Testimonies, Vol. 3
There is nothing which will please the people better than to be praised and flattered when they are in darkness and wrong, and deserve reproof. Korah gained the ears of the people, and next their sympathies, by representing Moses as an overbearing leader. He said that he was too harsh, too exacting, too dictatorial, and that he reproved the people as though they were sinners when they were a holy people, sanctified to the Lord, and the Lord was among them. Korah rehearsed the incidents in their experience in their travels through the wilderness, where they had been brought into strait places, and where many of them had died because of murmuring and disobedience, and with their perverted senses they thought they saw very clearly that all their trouble might have been saved if Moses had pursued a different course. He was too unyielding, too exacting, and they decided that all their disasters in the wilderness were chargeable to him.

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Korah, the leading spirit, professed great wisdom in discerning the true reason for their trials and afflictions. 

In this work of disaffection there was greater harmony and union of views and feelings among these discordant elements than had ever been known to exist before. Korah's success in gaining the larger part of the congregation of Israel on his side led him to feel confident that he was wise and correct in judgement, and that Moses was indeed usurping authority that threatened the prosperity and salvation of Israel. He claimed that God had opened the matter to him and laid upon him the burden of changing the government of Israel just before it was too late. He stated that the congregation were not at fault; they were righteous; that this great cry about the murmuring of the congregation bringing upon them the wrath of God was all a mistake; and that the people only wanted to have their rights; they wanted individual independence. 

As a sense of the self-sacrificing patience of Moses would force itself upon their memories, and as his disinterested efforts in their behalf while they were in the bondage of slavery would come before them, their consciences would be somewhat disturbed. Some were not wholly with Korah in his views of Moses and sought to speak in his behalf. Korah, Dathan, and Abiram must assign some reason before the people why Moses had from the first shown so great an interest for the congregation of Israel. Their selfish minds, which had been debased as Satan's instruments, suggested that they had at last found out the object of the apparent interest of Moses. He had designed to keep them wandering in the wilderness until they all, or nearly all, should perish and he should come into possession of their property.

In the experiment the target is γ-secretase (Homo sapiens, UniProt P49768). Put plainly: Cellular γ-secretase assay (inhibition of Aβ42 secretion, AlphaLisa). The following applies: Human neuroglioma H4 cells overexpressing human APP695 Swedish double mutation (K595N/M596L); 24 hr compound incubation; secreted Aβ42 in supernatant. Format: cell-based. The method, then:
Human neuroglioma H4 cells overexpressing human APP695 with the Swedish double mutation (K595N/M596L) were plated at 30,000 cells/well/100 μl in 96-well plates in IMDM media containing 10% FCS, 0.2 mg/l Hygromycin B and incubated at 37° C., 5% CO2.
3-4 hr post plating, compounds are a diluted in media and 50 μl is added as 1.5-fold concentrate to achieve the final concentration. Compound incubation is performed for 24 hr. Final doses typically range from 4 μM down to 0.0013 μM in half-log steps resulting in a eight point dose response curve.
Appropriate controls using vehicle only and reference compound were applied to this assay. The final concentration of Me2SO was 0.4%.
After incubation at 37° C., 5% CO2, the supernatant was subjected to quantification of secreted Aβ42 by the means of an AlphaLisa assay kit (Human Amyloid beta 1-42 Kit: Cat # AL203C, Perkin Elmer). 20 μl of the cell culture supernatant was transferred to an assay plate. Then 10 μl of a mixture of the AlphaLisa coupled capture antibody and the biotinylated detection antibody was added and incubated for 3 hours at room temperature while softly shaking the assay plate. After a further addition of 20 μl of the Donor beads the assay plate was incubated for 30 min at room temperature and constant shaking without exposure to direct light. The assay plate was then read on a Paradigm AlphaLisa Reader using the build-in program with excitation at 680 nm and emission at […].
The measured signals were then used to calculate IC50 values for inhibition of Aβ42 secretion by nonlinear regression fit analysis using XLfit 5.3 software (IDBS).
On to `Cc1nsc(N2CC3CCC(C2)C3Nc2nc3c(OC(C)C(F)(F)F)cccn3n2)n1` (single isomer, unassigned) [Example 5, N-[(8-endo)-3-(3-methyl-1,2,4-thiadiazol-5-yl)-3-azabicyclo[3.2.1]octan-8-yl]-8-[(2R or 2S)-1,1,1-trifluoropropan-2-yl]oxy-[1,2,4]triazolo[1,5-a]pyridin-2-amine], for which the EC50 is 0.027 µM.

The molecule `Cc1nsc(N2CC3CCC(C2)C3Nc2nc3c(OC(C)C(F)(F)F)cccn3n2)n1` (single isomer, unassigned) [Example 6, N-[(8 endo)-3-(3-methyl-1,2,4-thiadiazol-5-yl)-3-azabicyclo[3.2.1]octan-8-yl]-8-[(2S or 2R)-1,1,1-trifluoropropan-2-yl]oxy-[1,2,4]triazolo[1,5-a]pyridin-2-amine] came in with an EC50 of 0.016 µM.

Korah, Dathan, and Abiram, and the two hundred and fifty princes who had joined them, first became jealous, then envious, and next rebellious. They had talked in regard to the position of Moses as ruler of the people until they imagined that it was a very enviable position which any of them could fill as well as he. And they gave themselves up to

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discontent until they really deceived themselves and thought that Moses and Aaron had placed themselves in the position which they occupied in Israel. They said that Moses and Aaron exalted themselves above the congregation of the Lord in taking upon them the priesthood and the government, and that this office should not be conferred on their house alone. They said that it was sufficient for them if they were on a level with their brethren; for they were no more holy than the people, who were equally favoured with God's peculiar presence and protection.